The high court also is likely to rule on a challenge to a section of the 1965 Voting Rights Act that requires areas with a history of discrimination to "preclear" any changes to their voting procedures with the Justice Department. The outcome of the case, argued in February, could be influenced by steps Congress took when it reauthorized the provision in 2006.

The court may additionally decide a case argued last year dealing with whether the University of Texas may consider the race of its applicants in trying to ensure a diverse student body. The prospect of a decision striking down such racial preferences spurred members of Congress to file legal briefs defending the practice.

Justices could still decide to extend the term another week and stretch out the release of decisions.

SENATE PLOTS JULY STRATEGY: Senate Democrats are planning a narrow agenda after the Fourth of July break, focusing on infrastructure and other domestic needs through action on fiscal 2014 spending bills and attempts to confirm presidential nominees.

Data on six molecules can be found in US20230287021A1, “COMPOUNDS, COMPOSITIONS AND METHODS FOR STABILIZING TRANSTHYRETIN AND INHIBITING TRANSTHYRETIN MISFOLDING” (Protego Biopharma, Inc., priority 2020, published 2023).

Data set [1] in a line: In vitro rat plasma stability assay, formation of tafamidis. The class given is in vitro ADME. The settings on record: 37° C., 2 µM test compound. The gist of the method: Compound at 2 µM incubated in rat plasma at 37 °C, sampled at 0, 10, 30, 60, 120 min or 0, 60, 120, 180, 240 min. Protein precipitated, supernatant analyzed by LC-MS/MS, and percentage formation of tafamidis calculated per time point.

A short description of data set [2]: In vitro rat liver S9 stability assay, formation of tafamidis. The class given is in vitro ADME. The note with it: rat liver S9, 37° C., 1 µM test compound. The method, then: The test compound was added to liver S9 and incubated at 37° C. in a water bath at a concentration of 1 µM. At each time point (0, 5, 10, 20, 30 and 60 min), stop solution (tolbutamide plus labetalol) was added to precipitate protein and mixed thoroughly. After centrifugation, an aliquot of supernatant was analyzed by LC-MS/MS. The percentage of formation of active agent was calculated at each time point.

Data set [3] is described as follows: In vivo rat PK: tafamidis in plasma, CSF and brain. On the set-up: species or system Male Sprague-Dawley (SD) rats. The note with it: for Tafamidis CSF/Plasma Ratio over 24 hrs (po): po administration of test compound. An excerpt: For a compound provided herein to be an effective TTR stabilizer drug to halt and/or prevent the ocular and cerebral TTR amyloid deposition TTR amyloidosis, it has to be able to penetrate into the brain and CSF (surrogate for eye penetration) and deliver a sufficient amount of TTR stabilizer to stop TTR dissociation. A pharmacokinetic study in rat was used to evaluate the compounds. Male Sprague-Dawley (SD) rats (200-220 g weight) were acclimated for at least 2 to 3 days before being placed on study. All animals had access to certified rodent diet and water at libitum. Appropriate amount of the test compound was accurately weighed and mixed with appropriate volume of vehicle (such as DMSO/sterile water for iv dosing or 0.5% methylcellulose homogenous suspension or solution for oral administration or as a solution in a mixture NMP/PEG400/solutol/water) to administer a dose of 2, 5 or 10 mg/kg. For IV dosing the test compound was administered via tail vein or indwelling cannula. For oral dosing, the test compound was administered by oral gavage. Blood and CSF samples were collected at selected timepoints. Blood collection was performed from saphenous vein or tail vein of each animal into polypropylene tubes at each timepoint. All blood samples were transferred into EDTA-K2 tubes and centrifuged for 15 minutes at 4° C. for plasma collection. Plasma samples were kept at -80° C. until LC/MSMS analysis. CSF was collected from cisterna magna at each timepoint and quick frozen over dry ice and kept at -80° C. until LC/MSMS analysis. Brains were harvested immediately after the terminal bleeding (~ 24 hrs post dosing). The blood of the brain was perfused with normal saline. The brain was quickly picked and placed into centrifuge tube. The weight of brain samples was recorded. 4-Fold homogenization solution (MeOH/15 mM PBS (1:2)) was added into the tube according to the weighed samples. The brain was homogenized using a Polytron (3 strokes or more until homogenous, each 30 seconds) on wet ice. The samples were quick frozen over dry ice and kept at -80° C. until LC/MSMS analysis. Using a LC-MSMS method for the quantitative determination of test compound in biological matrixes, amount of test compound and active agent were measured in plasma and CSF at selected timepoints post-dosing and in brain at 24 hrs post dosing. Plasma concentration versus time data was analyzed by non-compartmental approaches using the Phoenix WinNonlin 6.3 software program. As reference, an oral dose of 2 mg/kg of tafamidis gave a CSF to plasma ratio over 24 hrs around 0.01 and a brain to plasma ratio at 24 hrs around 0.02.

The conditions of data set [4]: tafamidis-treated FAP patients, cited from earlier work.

CQ’s Alan K. Ota writes that Reid is unlikely to act on several items on Obama’s middle-class agenda, including a proposal to raise the hourly minimum wage of $7.25.

Reid can instead select from four appropriations bills — Agriculture, Military Construction-VA, Energy-Water, and Transportation-HUD. Of those, the Agriculture and Military Construction-VA bills offer the best chance for bipartisan Senate agreement. Appropriations marked up both last week with 23-6 bipartisan tallies, even though their funding levels would outstrip both the administration requests and the House versions of the bills.

Democrats reassessed their near-term strategy after last week’s House defeat of a farm bill (HR 1947), which aides said suggests stalemate is likely to continue on prominent issues such as a fiscal 2014 budget resolution and a possible plan to raise the federal borrowing limit. Reid expressed new doubts about cutting deals with House Republican leaders after the vote.

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— Adriel Bettelheim, Morning Briefing editor,, on Twitter @abettel